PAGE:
Rise of the chatbot

For decades, consumers have accessed software, ordered online or searched the internet using clicks, touches and swipes. These actions have acted as a sort of conversational translator between our intentions and results we desire. Now and moving into the future however, that translation layer is going to dissolve. Instead of clicking and swiping our way to the outcomes we want, we’ll be able simply to have a conversation with software in our own words.

“Conversational interfaces are going to be a big part of how we interact with technology in the future,” says Dharmesh Shah, chatbot expert and co-founder of HubSpot, a customer relationship management (CRM) and marketing software platform that helps companies attract visitors, convert leads and service customers. “Instead of having to learn how to use complicated software, we’ll just be able to ask questions and the software will respond.”

This technological leap in how we interact with software is made possible by major technical advancements in how machines are able to process and understand natural language.

“The software we use is now a lot more capable of understanding ideas and commands in everyday human language. As a result, chatbots are becoming smarter and easier to have a conversation with,” says Mr Shah.

But advancements in the technology are only one piece of the puzzle. If better natural language processing is the fire behind chatbots, changing consumer behaviour has been the spark. Consumers at work and at home have heightened their expectations when it comes to how they interact with businesses. It is an on-demand culture. There is no such thing as “normal business hours” in a global economy. Consumers expect always-on conversations with the brands they like and assume businesses will embrace the platforms, apps and forms of communication they’re now using.

The best bots don’t just replicate what people could have done on the web or in a mobile app; they offer some unique capabilities that couldn’t easily be done before

Recently, messaging apps, including WhatsApp, Facebook Messenger and iMessage, have grown in popularity. Facebook now has more than 1.3 billion users clicking on Messenger every month, with more than half of polled users more likely to shop with a business they can contact via a chat app. We’re also seeing this conversational behaviour with devices such as Amazon Echo and Google Home.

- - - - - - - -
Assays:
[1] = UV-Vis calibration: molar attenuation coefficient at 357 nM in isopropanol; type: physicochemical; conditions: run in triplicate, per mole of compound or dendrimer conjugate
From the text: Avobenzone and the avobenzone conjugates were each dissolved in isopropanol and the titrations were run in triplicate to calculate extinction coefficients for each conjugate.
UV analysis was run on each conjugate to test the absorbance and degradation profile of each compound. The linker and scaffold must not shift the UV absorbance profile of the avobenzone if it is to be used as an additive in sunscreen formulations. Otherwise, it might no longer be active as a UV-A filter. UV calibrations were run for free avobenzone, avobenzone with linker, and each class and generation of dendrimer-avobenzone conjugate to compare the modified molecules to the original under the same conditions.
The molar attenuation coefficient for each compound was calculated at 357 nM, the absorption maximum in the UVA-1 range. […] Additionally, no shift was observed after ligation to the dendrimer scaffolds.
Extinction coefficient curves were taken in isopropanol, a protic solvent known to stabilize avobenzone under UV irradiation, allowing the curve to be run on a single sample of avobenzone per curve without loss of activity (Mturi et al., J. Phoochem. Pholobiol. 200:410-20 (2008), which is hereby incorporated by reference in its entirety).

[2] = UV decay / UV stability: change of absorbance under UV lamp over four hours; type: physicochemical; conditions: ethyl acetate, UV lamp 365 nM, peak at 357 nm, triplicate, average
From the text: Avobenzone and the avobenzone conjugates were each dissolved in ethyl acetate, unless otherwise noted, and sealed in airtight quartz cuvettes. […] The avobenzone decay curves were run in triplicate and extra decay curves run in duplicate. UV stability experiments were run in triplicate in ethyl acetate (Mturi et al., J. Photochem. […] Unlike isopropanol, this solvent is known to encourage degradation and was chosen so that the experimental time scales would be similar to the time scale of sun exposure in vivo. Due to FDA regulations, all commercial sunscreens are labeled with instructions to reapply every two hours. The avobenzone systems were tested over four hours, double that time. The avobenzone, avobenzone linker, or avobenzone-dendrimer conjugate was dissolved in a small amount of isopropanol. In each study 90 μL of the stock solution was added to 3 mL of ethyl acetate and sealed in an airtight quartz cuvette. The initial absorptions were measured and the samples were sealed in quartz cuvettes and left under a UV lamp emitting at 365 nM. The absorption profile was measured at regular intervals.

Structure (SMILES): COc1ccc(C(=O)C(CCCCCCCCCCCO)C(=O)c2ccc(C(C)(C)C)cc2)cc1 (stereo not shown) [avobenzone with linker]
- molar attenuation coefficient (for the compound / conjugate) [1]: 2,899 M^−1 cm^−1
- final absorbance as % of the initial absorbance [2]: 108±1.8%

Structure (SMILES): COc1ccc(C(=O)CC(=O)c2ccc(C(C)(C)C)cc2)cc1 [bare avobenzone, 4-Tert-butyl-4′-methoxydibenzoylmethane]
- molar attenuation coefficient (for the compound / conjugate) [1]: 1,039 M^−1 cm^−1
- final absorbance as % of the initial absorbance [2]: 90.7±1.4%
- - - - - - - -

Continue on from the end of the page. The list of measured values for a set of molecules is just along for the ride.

Furthermore, HubSpot research found that 40 per cent of respondents don’t care if they’re serviced by a person or an artificial intelligence (AI) tool, as long as they get help quickly and easily. Chatbots make it easy for customers to engage with a brand, whenever and wherever they prefer, whether that’s on Facebook Messenger, on a company’s website or in a messaging app.

It’s predicted that 85 per cent of all customer interactions will be managed without the need for human intervention by 2020, according to research by Gartner.

“Chatbots will have an impact on all things involving the customer experience because, for an increasing number of users, they are the easiest and quickest way to get something done,” explains Mr Shah.

In the not too distant future, customers can ask a chatbot “Do you have an office in London?” For sales, people could send a message such as “Do you accept American Express?” or, for other inquiries, “My device is stuck, how do I reboot it?” The possibilities are endless.

“In each of these cases, the customer can simply ask a question, or make a request without navigating a complicated website or waiting on hold on the phone, therefore saving time and effort.” says Mr Shah.

hubspot chatbot illustrationHubSpot recently acquired Motion AI, a company which removes the technical barrier for companies that want to build their own chatbots. Motion AI’s technology enables users to build, train and deploy AI robots to do almost anything, from booking meetings and qualifying leads, to running customer service chats and diagnosing problems, all without needing technical skills.

Mr Shah saw a natural synergy between CRM and marketing software such as HubSpot and the goal of more natural, personalised conversations with chatbots. Using a chatbot with a CRM, a company could add more historical context to each conversation.

However, it’s unrealistic to assume every marketer can create their own bot from scratch and this is where HubSpot’s acquisition of Motion AI hits home. The industry-leading cross-platform technology enables anyone to create a chatbot for their site, via SMS, on Facebook Messenger, Slack and more, with no programming skills required.

Mr Shah has also been working on his own chatbot, Growthbot, since April 2016. It’s used by marketing and sales professionals around the world, and now answers 15,000 to 20,000 questions a week.

“The best way to learn about chatbots is to just try one out. I encourage people to just send a message to @growthbot on Facebook Messenger. Even a simple ‘hello’ is sufficient. You’ll be surprised by how easy it is and I think you’ll find it useful too,” he says.

There are several lessons Mr Shah has discovered by developing this bot. Firstly, customers like chatbots that have a personality. Secondly, a chatbot should not pretend to be a human as this can ultimately lead to disappointment.

“Basically, it’s perfectly fine for a chatbot to be a chatbot. The best bots don’t just replicate what people could have done on the web or in a mobile app; they offer some unique capabilities that couldn’t easily be done before,” says Mr Shah.

Customers now expect a tailored experience, including customised recommendations and a personal touch. Chatbots offer a scalable solution to these demands and companies that adapt will be rewarded with a significant competitive advantage.

For more information please visit www.hubspot.com